WEATHER and CLIMATE 1A
I'll try to answer a few of the questions from the last blog. Gravity waves --they are called gravity waves because it is the force of gravity that causes the wave-like motion. If you took an introductory course in meteorology then you should have seen buoyancy waves, which are a type of gravity wave. They occur when air which is a little cooler and heavier than the surrounding air is pulled down. The air overshoots a little, it's then warmer and lighter than the surrounding air, and it is lifted back up by the buoyancy force. I've adapted a picture from one of my lectures to try to make the idea more clear. Remember, as air rises it cools, as it sinks it warms, so it's the difference between the parcel's temperature and the background temperature that's important. Figure 1:
Schematic to demonstrate the role of gravity as a restoring force to a parcel of air. A basic concept in what makes a gravity wave.
I want to go back to the figure I showed last time. For you who asked for the data and related figures--well, that figure was made a long time ago and I had to scan it. In the future I will see if I can put some digital information with the figures so you can play with the numbers. Back to the figure--I reproduce it below with some annotation that I hope makes is clearer. (Really, though I want to show Jeff Masters that I figured out how to do that.) Figure 2:
Wavelet analysis of north-south moisture flux at San Antonio, Texas.
Since a couple of people asked me to clarify the picture a little bit. The wavelet analysis tells us what period oscillations are evident in the observations. So following the time axis it tells us that on, say, June 1 that the 4-8 day period wave was important. On, for example, August 1 the 1 day period wave was important. The one day period is labeled as the "diurnal time scale." The 4-8 day period is labeled as "baroclinic time scales." Baroclinic and synoptic are terms to describe the waves that are responsible for the ordinary highs and lows we associate with weather over the United States.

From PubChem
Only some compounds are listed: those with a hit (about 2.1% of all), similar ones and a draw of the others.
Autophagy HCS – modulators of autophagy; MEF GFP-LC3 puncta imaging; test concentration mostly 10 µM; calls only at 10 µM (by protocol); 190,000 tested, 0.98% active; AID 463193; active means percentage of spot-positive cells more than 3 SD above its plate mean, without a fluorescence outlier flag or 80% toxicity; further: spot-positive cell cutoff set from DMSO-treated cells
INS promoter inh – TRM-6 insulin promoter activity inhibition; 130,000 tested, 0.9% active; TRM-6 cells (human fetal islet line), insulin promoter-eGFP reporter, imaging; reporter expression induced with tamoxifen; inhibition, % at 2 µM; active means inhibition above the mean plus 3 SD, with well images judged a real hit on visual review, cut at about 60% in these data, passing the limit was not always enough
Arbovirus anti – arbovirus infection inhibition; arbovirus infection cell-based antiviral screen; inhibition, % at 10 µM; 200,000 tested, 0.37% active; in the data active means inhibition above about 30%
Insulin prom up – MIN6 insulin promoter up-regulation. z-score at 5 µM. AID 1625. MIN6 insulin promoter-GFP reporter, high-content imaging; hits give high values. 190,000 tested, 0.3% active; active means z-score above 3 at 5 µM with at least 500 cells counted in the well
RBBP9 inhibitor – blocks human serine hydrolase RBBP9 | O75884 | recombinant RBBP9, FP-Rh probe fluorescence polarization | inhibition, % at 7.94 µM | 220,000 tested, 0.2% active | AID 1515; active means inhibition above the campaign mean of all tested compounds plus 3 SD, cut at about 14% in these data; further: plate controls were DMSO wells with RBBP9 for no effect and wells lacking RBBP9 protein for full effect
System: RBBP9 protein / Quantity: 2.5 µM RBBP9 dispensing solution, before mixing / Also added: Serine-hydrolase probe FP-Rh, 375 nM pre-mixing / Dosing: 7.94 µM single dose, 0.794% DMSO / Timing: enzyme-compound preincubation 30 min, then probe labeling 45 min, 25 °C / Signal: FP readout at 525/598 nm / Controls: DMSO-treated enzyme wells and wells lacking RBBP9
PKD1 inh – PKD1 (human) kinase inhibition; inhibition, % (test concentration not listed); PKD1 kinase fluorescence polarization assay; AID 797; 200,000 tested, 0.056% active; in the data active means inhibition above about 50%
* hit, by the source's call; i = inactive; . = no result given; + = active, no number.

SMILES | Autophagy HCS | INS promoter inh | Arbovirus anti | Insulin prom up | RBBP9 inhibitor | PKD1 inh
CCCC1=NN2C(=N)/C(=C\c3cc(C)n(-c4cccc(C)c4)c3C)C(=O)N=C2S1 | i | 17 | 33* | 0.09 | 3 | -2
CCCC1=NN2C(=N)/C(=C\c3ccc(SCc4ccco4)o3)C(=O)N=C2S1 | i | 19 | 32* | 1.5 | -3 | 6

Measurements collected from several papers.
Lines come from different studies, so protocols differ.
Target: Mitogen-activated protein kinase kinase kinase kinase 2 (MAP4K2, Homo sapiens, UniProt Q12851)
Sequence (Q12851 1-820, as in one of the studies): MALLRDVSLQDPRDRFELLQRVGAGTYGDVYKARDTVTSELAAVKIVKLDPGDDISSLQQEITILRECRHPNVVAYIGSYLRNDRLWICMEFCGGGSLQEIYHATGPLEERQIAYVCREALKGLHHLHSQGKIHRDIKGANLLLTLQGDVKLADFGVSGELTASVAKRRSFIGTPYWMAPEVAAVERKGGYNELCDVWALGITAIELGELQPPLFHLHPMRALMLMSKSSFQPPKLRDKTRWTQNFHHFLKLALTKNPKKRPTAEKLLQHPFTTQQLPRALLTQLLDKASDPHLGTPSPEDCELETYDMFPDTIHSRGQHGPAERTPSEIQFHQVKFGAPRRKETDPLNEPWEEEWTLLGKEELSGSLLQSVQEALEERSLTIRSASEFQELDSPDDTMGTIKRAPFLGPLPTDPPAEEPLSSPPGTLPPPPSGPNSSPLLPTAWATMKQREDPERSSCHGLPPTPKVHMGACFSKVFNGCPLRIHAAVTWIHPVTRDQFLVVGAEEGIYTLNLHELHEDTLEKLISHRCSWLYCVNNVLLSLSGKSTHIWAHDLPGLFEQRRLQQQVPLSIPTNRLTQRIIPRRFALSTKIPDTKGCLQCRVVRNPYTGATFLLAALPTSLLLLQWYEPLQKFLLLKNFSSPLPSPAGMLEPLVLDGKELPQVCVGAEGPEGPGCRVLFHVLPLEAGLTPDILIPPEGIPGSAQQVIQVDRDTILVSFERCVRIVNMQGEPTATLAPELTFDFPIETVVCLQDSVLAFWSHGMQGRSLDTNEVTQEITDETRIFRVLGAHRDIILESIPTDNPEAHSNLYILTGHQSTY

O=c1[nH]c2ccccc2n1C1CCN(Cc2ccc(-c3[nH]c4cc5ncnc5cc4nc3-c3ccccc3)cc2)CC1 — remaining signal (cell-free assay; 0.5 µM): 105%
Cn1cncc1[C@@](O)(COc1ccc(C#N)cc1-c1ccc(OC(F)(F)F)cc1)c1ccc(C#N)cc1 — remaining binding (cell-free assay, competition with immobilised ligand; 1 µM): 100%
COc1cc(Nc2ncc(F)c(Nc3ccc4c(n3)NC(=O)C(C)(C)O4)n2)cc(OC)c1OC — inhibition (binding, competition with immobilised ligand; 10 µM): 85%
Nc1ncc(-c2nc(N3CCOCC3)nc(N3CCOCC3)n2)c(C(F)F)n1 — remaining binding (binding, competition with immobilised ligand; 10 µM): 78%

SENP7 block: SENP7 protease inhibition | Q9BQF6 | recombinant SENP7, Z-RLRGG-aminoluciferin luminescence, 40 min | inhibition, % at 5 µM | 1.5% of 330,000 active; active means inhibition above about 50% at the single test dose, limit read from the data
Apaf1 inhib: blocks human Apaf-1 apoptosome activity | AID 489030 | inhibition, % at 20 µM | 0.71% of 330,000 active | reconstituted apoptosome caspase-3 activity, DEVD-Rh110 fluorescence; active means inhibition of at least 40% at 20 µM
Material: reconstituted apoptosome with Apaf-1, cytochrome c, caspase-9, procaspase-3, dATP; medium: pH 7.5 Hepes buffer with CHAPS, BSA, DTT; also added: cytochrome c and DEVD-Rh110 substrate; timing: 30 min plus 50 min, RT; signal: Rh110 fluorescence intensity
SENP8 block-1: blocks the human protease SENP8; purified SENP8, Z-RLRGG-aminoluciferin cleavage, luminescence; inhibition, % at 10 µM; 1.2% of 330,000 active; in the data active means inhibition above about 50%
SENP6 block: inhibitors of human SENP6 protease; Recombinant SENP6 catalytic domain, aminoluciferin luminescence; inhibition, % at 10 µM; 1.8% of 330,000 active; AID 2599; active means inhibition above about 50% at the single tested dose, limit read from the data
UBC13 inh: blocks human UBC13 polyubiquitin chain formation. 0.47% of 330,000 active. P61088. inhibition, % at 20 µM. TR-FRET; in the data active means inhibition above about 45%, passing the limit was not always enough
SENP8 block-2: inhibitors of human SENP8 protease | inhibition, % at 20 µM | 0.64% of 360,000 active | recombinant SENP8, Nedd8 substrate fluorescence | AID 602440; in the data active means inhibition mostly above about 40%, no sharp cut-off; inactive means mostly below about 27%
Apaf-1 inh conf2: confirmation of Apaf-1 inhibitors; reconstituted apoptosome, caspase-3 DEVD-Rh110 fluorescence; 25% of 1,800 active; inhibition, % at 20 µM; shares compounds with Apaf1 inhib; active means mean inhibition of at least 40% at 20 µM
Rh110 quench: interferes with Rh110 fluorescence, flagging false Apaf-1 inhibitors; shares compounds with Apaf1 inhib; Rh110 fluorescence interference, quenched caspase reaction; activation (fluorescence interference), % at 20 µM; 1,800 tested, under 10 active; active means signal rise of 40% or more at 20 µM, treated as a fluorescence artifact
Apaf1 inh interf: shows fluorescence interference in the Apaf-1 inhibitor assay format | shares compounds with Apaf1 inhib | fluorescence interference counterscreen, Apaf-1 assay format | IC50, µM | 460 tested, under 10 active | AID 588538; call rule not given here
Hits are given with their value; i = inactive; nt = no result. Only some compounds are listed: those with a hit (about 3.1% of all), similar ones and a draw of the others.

I find it especially interesting to think about the diurnal period moisture flux and climate. The low level diurnal jet stream is confined in the lower couple of kilometers of the atmosphere and is responsible for a night time river of moist air into the Great Plains. It is bound to the west by the increasing altitude of the plains and, ultimately, the Rockies. It's tremendously important for summertime moisture, and those thunderstorms that excite WU devotees. Because it is to some extent defined and anchored by the topography, it requires pretty high resolution models to represent it. When I start to think about climate predictions that are good enough for water resource managers to use, I want to know how this low level jet, this climate mechanism, will change. I want to know if it will start earlier in the year and last later. Will it penetrate further into the continent? Will it transport more water because the Gulf of Mexico is warmer? More questions? Seriously, if you were in the position to have to use a climate forecast in your job or life to make a decision--what would you want to know? What would give you confidence in the information in the forecast?
1993? Do any of you remember what was special about the summer of 1993?